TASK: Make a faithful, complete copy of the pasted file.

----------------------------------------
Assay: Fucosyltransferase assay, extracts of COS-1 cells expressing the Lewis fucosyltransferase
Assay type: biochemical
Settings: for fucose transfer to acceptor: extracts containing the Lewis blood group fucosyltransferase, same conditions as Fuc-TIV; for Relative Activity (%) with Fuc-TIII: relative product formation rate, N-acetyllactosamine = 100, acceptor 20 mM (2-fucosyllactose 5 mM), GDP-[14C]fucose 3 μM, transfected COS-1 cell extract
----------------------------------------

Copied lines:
Assay: Fucosyltransferase assay, extracts of COS-1 cells expressing the Lewis fucosyltransferase
Assay type: biochemical
Settings: for fucose transfer to acceptor: extracts containing the Lewis blood group fucosyltransferase, same conditions as Fuc-TIV; for Relative Activity (%) with Fuc-TIII: relative product formation rate, N-acetyllactosamine = 100, acceptor 20 mM (2-fucosyllactose 5 mM), GDP-[14C]fucose 3 μM, transfected COS-1 cell extract